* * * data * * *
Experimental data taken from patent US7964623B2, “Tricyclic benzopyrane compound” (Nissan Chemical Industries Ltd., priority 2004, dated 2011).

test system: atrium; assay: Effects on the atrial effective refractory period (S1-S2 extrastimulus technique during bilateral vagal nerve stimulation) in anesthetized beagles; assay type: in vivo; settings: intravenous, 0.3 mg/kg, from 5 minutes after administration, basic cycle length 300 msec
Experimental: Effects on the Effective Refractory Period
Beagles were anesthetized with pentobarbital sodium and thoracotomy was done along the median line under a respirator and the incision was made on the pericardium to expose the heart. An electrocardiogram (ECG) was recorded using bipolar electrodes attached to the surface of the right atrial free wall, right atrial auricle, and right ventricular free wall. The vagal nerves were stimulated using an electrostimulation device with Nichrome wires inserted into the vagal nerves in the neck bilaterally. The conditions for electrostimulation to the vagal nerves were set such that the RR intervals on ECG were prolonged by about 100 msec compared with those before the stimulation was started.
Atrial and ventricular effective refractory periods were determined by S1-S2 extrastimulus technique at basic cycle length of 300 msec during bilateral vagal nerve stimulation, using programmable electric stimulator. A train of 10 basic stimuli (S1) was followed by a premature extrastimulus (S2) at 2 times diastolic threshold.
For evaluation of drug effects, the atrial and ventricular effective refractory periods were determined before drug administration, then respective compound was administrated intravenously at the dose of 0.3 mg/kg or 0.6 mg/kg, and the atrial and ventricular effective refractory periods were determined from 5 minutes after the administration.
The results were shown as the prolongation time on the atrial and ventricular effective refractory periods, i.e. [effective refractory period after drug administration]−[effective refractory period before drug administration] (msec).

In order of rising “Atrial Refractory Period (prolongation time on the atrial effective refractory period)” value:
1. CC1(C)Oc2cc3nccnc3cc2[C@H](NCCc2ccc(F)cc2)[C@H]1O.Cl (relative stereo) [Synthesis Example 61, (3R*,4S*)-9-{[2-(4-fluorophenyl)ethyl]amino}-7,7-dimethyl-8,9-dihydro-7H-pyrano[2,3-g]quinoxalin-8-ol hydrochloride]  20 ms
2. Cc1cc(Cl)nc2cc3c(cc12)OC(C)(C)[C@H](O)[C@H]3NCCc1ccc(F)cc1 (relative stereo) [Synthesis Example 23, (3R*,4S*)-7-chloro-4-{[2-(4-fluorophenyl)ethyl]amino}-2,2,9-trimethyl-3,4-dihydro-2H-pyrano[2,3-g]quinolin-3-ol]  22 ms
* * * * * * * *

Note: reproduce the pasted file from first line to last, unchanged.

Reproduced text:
Experimental data taken from patent US7964623B2, “Tricyclic benzopyrane compound” (Nissan Chemical Industries Ltd., priority 2004, dated 2011).

test system: atrium; assay: Effects on the atrial effective refractory period (S1-S2 extrastimulus technique during bilateral vagal nerve stimulation) in anesthetized beagles; assay type: in vivo; settings: intravenous, 0.3 mg/kg, from 5 minutes after administration, basic cycle length 300 msec
Experimental: Effects on the Effective Refractory Period
Beagles were anesthetized with pentobarbital sodium and thoracotomy was done along the median line under a respirator and the incision was made on the pericardium to expose the heart. An electrocardiogram (ECG) was recorded using bipolar electrodes attached to the surface of the right atrial free wall, right atrial auricle, and right ventricular free wall. The vagal nerves were stimulated using an electrostimulation device with Nichrome wires inserted into the vagal nerves in the neck bilaterally. The conditions for electrostimulation to the vagal nerves were set such that the RR intervals on ECG were prolonged by about 100 msec compared with those before the stimulation was started.
Atrial and ventricular effective refractory periods were determined by S1-S2 extrastimulus technique at basic cycle length of 300 msec during bilateral vagal nerve stimulation, using programmable electric stimulator. A train of 10 basic stimuli (S1) was followed by a premature extrastimulus (S2) at 2 times diastolic threshold.
For evaluation of drug effects, the atrial and ventricular effective refractory periods were determined before drug administration, then respective compound was administrated intravenously at the dose of 0.3 mg/kg or 0.6 mg/kg, and the atrial and ventricular effective refractory periods were determined from 5 minutes after the administration.
The results were shown as the prolongation time on the atrial and ventricular effective refractory periods, i.e. [effective refractory period after drug administration]−[effective refractory period before drug administration] (msec).

In order of rising “Atrial Refractory Period (prolongation time on the atrial effective refractory period)” value:
1. CC1(C)Oc2cc3nccnc3cc2[C@H](NCCc2ccc(F)cc2)[C@H]1O.Cl (relative stereo) [Synthesis Example 61, (3R*,4S*)-9-{[2-(4-fluorophenyl)ethyl]amino}-7,7-dimethyl-8,9-dihydro-7H-pyrano[2,3-g]quinoxalin-8-ol hydrochloride]  20 ms
2. Cc1cc(Cl)nc2cc3c(cc12)OC(C)(C)[C@H](O)[C@H]3NCCc1ccc(F)cc1 (relative stereo) [Synthesis Example 23, (3R*,4S*)-7-chloro-4-{[2-(4-fluorophenyl)ethyl]amino}-2,2,9-trimethyl-3,4-dihydro-2H-pyrano[2,3-g]quinolin-3-ol]  22 ms